Diary

Why I've finally decided to switch my support from Rubio to Cruz (part 1)

After many months of following the 2016 GOP race and following both the candidates and the issues closely, I’ve decided to switch my support from Rubio to Cruz.  I’m not 100% behind Cruz yet, but he’s my #1 choice as of now. Here is my explanation and the things that caused me to change my mind:

-Cruz hasn’t had any major flip flops, whereas Rubio’s done so on immigration multiple times

-Cruz doesn’t have any personal or political baggage as far as im aware.  Rubio, on the other hand, has connections to shady characters like David Rivera and Norman Braman, one of whom he’s been close to his entire political career, the other is funding his campaign.

Worst of all, there at least appears to be a conflict of interest between Rubio and the owners of a sugar company, the Fanjul brothers.  They’ve been supporting his political campaigns since he ran for the senate in 2010, and he’s been supporting sugar subsidies throughout his time in the senate.  If this wasn’t bad enough, it turns out these brothers are friends with the Clintons and donated to Hillary’s senate campaign, along with other democrats.

-Cruz has successfully led groups of people, both as head of the FTC in the Bush admin, as the head lawyer for the Bush team’s recount battle, and as solicitor general of Texas. Rubio was speaker of the Florida house but it seems he didn’t do anything significant while he was in that position.

Foreign policy-

This is a big one for me. Rubio’s foreign policy is basically Bush 2.0. He hasn’t learned anything from the Bush administration, and couldn’t even answer the question of whether or not it was a mistake to invade Iraq, and if we should or shouldn’t be in the business of “nation building“.

He also wanted to invade Libya just like Hillary, which means if he was president we would’ve ended up with the same mess that we have now which has destabilized the region and led to the migrant crisis in Europe, along with increasing the area and ability of terrorist groups to fight us.

This decision showed bad judgment and that he hasn’t learned the lesson of the Bush admin, which is that when we topple secular dictators we always created a vacuum that’s filled by radical jihadists who make things even worse for that country.  What’s worse is that he refuses to acknowledge this mistake and doubles down on it, saying that if we kept Gaddafi in power things would’ve been worse, which is pretty much impossible at this point.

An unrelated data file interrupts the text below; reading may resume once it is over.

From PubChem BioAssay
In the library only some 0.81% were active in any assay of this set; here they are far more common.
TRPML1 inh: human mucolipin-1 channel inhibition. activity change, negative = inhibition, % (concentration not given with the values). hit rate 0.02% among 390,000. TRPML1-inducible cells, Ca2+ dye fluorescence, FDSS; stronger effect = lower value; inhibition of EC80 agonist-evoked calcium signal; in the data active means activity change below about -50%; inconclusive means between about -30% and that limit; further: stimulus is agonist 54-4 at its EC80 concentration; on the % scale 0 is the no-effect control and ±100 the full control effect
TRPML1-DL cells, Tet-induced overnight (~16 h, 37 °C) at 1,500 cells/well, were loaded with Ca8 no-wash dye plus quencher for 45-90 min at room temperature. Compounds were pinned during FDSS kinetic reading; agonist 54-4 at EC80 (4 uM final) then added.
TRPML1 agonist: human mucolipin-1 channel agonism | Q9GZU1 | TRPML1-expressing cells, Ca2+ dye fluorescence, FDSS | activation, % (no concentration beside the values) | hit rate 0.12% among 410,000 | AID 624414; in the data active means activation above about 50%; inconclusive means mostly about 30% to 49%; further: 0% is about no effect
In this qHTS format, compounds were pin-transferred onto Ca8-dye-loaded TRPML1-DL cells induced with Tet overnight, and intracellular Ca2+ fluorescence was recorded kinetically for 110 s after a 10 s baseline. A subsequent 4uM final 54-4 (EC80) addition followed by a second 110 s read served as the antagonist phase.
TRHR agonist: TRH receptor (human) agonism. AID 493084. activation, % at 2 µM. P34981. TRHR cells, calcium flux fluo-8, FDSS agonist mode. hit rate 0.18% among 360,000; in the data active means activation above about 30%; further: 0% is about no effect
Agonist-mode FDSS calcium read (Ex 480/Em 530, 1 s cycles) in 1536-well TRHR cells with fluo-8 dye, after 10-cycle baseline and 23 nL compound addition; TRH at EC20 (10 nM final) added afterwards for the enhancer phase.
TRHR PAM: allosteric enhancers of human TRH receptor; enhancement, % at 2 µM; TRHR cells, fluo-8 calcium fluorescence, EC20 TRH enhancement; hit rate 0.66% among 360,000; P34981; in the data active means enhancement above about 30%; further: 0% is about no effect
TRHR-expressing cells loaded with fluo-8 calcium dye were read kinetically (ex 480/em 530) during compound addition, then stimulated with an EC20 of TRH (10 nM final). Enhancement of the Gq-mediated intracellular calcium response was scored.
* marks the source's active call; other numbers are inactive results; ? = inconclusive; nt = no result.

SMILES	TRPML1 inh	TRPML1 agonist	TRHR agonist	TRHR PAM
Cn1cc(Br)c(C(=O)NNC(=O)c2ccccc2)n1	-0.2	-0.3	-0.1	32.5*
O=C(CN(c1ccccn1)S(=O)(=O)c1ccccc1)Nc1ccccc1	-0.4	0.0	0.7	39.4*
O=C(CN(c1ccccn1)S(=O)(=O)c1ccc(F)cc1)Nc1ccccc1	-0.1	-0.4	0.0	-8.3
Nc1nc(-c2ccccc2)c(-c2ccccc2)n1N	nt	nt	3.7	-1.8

This position would effectively neutralize any attack Rubio could make against Hillary on one of her weakest points in the debates.

Cruz, on the other hand, has a more reasonable foreign policy. He was against invading Libya, and didn’t want to arm the Syrian rebels. He’s also said he’s against the idea of nation building.

 

The reason I supported Rubio instead of Cruz up to this point is mainly because I thought he was more likely to win in the general. The policy differences between the two are minimal from my point of view, especially compared to some of the other candidates, like Trump for example.

But now I realize that although electability should be a factor in my consideration of choosing a nominee, it shouldn’t be the main factor. As long as a candidate isn’t completely unelectable, which I don’t think is the case with Cruz, they should be considered for all the other reasons I’ve outlined above.

Only if two candidates are essentially equal in their leadership abilities and experience should electability come into play, kind of like a tiebreaker. But I now believe that Rubio and Cruz aren’t equals when it comes to both experience and leadership abilities.

I had based a lot of my opinion on Cruz on his time in the Senate, where it seemed like he was just grandstanding and creating a national profile, essentially using his position as a platform for his future presidential run. And there is some truth to that, but that’s not the whole story. He was also standing up for what he believed in, even if he had little to no chance of success.